Age Before Fundamental Right? Resolving The Contradiction Presented by an Age Restriction on Running for Executive Offices in Montana's Constitution

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Barry Law Review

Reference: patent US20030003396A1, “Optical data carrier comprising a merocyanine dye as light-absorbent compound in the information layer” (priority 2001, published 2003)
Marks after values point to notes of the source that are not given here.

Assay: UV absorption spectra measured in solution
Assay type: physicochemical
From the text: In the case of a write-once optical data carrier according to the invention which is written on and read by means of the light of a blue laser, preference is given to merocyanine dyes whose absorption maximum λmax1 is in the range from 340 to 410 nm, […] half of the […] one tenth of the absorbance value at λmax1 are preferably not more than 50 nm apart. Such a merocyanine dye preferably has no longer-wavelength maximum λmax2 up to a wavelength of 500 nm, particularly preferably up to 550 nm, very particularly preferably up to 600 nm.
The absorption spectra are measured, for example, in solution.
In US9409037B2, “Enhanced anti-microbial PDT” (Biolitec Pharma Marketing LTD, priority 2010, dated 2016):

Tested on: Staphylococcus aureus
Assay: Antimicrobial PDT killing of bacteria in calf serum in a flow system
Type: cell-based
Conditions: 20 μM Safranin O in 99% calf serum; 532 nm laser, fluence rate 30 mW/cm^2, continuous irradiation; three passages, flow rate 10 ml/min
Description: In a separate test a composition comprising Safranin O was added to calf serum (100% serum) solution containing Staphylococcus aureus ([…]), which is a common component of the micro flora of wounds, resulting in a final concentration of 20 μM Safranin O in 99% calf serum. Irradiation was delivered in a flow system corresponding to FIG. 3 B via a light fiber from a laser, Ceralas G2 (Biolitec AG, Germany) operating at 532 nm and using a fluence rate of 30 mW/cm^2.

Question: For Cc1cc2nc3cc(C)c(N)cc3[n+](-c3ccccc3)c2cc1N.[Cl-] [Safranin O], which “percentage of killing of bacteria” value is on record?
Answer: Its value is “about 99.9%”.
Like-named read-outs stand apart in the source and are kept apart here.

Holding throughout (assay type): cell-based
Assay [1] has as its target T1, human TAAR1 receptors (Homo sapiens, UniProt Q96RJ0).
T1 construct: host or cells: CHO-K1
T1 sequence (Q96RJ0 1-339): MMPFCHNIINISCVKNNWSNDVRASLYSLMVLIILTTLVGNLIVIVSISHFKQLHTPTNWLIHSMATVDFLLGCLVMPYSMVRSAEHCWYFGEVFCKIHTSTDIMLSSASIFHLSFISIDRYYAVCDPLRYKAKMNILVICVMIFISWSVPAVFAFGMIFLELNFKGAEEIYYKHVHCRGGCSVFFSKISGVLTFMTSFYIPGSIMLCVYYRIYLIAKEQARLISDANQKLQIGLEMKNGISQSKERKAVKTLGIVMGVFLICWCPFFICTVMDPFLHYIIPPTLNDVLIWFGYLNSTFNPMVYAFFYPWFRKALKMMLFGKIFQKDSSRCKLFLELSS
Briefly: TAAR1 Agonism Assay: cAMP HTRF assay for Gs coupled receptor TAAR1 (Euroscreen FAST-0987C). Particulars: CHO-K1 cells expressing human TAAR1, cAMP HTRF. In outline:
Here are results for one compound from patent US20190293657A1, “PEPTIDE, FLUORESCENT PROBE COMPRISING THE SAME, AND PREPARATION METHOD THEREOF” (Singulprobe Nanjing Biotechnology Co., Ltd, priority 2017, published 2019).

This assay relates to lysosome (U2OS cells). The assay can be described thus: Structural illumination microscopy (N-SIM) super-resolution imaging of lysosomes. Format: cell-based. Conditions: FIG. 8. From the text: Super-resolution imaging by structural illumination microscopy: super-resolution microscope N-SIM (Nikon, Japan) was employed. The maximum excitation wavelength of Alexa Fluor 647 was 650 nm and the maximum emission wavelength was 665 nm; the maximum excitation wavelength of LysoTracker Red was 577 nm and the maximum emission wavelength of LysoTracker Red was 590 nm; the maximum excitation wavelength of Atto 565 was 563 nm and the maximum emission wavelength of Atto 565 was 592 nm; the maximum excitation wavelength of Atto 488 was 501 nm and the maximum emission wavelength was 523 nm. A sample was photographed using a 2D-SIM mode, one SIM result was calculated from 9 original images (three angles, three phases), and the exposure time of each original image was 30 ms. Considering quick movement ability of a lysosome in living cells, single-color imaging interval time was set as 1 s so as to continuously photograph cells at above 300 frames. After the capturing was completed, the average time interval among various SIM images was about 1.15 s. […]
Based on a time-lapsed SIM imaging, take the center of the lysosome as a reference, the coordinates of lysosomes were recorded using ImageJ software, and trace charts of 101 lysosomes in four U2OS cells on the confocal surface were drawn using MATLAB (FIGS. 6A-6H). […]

The Montana Constitution guarantees that "[t]he rights of persons under 18 years of age shall include, but not be limited to, all the fundamental rights of this Article unless specifically precluded by laws which enhance the protection of such persons." Adults receive similarly strong protections. According to Article II, Section 15, of the Montana Constitution, "[a] person 18 years of age or older is an adult for all purposes," except for legislated limits on the legal age to purchase alcohol. It follows that all Montanans have a constitutional claim to the fundamental right that "[a]ll elections shall be free and open, and no power ... shall at any time interfere to prevent the free exercise of the right of suffrage." Yet, that same Constitution denies all Montanans under the age of 25 the full exercise of that fundamental right because the Constitution bars them from legally voting for themselves as candidates for various state offices. No person under the age of 25 at the time of their election may run for "the office of the governor, lieutenant governor, secretary of state, attorney general, superintendent of public instruction, or auditor." This article argues that this contradiction cannot stand. The Montana Constitution cannot at once guarantee fundamental rights to all Montanans while also causing a significant percentage of the population an irreparable injury when it comes to exercising that right. It is far from unpredictable that a Montanan under the age of 25 will run for governor or one of the other executive offices with an age requirement. Given the likelihood of such a challenge, this article aims to provide the Montana Supreme Court with a rationale for eliminating the age requirement.

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